Thank you for all the suggestions. My intent is to try and turn speech into a series of triggers for another audio source, inspired by something I had heard in a John Lilly lecture, specifically mentioning reducing speech into pulses using zero crossing points. Perhaps this is ultimately best left to a program like Audacity, but I really want to see what I can do in Rack. I have very little experience in audio or electronics overall, so obvious things probably slipped by me.
By golly, yer right.
I had not tried it with the NSYTHI Slope Detector before, only Count Modulo’s. It appears to work at up to at least 16,744 Hz, which is the max from Bogaudio’s LVCO.
Oh. Something like a pulse-width modulation scheme? Using maybe an accumulator, or slew limiters or some such, to demodulate the signal back into speech?
So you want to have speech triggering other modules? And you want it to happen at audio rates?
I wanted to get triggers when I plucked a string on the guitar, so I did this.
Guitar Trigger.vcvs (3.1 KB)
You just need the Follower, CMP, and G->T. The audio going into the Follower comes from wherever you want. In this case it came from my guitar via the mixer (with a wee bit of inherent latency), then a bit of added gain from baR to get the audio up to a good level to make it work reliably. The B knob on CMP sets the threshold for creating a gate that is used by Gate to Trigger to create triggers @ start, end, etc. It has a nice organic quality because the triggers are only created when the audio passes the threshold. It should work well for speech. Adjust the threshold to taste based on the audio you’re using. If I just keeping playing the guitar continuously, there will be no triggers created because the audio doesn’t drop below the threshold. When I mute the strings I get the end gate. Also be sure to use the V/Oct out of Follower for all kinds of sonic goodness.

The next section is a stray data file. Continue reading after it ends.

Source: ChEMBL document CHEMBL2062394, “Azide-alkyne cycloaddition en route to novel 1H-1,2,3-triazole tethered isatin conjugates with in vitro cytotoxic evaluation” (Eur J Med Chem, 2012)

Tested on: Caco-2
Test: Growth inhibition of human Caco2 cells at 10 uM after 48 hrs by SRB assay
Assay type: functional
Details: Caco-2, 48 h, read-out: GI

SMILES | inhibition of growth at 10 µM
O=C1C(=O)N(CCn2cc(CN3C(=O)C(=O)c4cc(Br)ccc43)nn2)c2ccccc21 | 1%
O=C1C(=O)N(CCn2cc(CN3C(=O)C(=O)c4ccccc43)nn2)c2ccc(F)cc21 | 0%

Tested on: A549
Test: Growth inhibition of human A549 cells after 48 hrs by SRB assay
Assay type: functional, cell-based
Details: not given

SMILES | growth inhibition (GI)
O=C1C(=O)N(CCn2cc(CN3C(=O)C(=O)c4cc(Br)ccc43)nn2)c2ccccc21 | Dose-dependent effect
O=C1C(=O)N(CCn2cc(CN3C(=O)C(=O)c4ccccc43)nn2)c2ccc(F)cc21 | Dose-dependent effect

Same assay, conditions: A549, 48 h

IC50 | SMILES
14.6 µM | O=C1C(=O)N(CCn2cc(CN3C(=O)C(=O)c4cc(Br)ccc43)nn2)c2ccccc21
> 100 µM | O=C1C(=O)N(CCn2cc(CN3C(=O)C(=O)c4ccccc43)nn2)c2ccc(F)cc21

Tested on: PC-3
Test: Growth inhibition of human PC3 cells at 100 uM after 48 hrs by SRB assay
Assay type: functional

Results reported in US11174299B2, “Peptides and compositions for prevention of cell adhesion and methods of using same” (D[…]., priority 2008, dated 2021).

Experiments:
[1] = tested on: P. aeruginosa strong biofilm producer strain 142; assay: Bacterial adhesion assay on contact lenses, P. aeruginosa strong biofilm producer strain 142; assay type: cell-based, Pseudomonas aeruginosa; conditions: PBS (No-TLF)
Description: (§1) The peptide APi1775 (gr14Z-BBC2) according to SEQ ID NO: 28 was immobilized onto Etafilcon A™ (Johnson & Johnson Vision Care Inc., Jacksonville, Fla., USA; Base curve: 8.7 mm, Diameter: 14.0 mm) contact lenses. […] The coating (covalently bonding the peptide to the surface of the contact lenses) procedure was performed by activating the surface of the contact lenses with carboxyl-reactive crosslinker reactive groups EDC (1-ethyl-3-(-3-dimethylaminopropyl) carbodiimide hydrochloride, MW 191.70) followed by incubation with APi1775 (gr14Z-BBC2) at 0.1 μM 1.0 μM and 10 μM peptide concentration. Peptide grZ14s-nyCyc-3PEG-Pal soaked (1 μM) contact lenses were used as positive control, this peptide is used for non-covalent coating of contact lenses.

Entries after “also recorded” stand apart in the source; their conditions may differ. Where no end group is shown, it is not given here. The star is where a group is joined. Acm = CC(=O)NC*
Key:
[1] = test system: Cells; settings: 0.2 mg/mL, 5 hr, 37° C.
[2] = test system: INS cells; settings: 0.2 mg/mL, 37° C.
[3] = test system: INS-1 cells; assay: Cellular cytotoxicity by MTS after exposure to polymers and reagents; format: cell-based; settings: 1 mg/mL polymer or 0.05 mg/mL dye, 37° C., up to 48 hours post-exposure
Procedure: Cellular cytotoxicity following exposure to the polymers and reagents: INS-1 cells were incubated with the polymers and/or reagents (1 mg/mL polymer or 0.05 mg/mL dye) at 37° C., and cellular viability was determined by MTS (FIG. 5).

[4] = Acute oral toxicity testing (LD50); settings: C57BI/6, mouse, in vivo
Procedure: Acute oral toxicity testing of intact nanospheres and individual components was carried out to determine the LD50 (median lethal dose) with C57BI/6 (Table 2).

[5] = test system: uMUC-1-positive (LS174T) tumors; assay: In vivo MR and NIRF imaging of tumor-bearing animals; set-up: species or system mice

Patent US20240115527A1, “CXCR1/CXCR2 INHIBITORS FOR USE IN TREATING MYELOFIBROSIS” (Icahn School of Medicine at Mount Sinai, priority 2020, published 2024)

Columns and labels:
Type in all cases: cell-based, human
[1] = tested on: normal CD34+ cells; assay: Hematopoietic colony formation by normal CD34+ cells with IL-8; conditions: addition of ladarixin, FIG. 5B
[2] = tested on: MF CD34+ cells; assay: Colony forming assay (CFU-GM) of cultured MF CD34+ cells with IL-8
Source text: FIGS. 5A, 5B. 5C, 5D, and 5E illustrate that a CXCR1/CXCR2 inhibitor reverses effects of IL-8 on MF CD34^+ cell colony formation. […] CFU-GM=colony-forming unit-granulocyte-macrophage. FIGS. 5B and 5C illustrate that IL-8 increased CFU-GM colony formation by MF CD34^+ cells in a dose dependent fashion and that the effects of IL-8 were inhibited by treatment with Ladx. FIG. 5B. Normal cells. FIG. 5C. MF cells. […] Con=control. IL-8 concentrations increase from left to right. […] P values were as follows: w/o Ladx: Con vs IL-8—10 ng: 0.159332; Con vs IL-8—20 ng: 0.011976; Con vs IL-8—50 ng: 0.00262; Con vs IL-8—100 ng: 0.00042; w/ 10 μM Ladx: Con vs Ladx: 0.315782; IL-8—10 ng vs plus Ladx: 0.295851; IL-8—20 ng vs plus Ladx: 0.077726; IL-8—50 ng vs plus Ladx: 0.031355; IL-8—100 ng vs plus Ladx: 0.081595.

You mean stuff as referenced below?
John C Lilly’s research into marine mammal (dolphin) sound generation/vocalization (using clicks/pulses, audio and ultrasound frequencies) and human speech (and more general sound and vocalization).
Are you ready for a wet live-in
Explorations into listening
I haven’t read all of these hundreds of pages…but scaning through based on some basic search terms, it seems there might be some usefull theoretic background info in there…
Using Submarine modules then seems appriopriate
@Omri_Cohen That is the gist of it, the way it was described in the lecture I heard it from specifically mentioned zero-crossing points. I don’t know if I actually need to trigger other modules with it once I have a series of pulses/triggers, but I figure I’d experiment with that.
On relistening to the video, the direction of the pulse is actually related to the direction of the wave travel (pulse up for positive slope crossing zero, pulse down for negative slope crossing zero), but I imagine a switch could easily(?) be used to that effect when I actually have the triggers.
@john_rose I was thinking of seeing what could be done to return a series of pulses back into something resembling the original speech too, yes. But again, I have little experience, so I have no idea what’s actually possible.
@kwurqx Thanks for the material, I’ve been searching the past couple of days for more material on the program he described, but hadn’t had much luck aside from blog posts.
I’ll try to find the video timestamp for what I’m talking about later today.
On using pulses to encode/represent a signal…
I guess PWM is always a viable option for any signal generator that can only switch ON and OFF (thus generating pulsetrains of various widths). E.g. where the width per encoded “sample” corresponds with the “amplitude” of a source sample (see Wikipedia on PWM below).
Some of us ‘oldies’ may remember the days of yesteryear (before the audio interfaces like the ‘Soundblaster’ became more common) where the humble piezo tweeter in a PC could actually produce music and/or speech (of terrible quality) using PWM.
So, not just those annoying BEEPs (ASCII 7 BELL) to tell you you did something ‘wrong’ (again).
But I guess the “samplerate” per “pulse” (of some width) needed for any sort of intelligeable / representative result would require actual samplerates way above the signal it should represent (pretty much above audiorate/Nyquist). Since you would need a multiple of the samplerate to represent the required width(s) for the amplitude of a single sample.
But…maybe it’s worth an experiment anyway…
Sometime ago, I actually tried how various modules would react to audio rate PWM modulation and audiorate sample&hold (which could be a crude approach). Some modules evaluate the modulation input way more precise (‘faster’) then others.